The logo for Wyalusing State Park and The Friends of Wyalusing State park features the Kentucky Warbler and Chinquapin Oak tree.
Within the park boundaries, three threatened species: Cerulean and Kentucky Warbler and Acadian Flycatcher can be seen throughout the summer. All are more southern species that nest along the steep slopes of this park.
During the spring and summer, the rolling song of the Kentucky Warbler can be heard throughout the forests. The Kentucky Warbler spends most of its time on the ground in moist, leafy woodlands in search of insects. Despite its bright colors, it can be surprisingly hard to see in the shadows of the deep forest interior.
The Kentucky Warbler winters in the tropics of central Mexico and the Yucatan Penninsula. A group of Kentucky Warblers is collectively known as a "Derby" of warblers, perhaps, because it is named for the state in which it was first discovered in 1811, by Alexander Wilson.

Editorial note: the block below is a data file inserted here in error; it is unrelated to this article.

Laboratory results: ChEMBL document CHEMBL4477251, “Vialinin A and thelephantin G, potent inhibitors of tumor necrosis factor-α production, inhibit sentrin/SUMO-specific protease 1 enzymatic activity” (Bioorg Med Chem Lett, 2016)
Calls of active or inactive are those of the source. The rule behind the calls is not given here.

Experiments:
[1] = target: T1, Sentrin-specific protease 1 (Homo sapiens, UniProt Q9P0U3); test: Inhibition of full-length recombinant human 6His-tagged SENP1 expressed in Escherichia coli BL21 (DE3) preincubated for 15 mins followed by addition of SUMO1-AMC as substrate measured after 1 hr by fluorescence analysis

The Chinquapin Oak, a Wisconsin Special Concern plant. It is native to eastern and central North America, ranging from Vermont west to Wisconsin and south to South Carolina, western Florida, New Mexico, and northeastern Mexico from Coahuila south to Hidalgo. It is very rare in Wisconsin, barely reaching the southwestern corner of the state on a few very dry sites near the Mississippi River. Chinkapin oak is generally found on well-drained upland soils derived from limestone or where limestone outcrops occur. Occasionally it is found on well-drained limestone soils along streams.
The 100th Anniversary emblem for Wyalusing State Park was designed by local artist Arthur J. Schmitz for the park's centennial, a volunteer donation incorporating updated artwork of the traditional Warbler & Oak representation.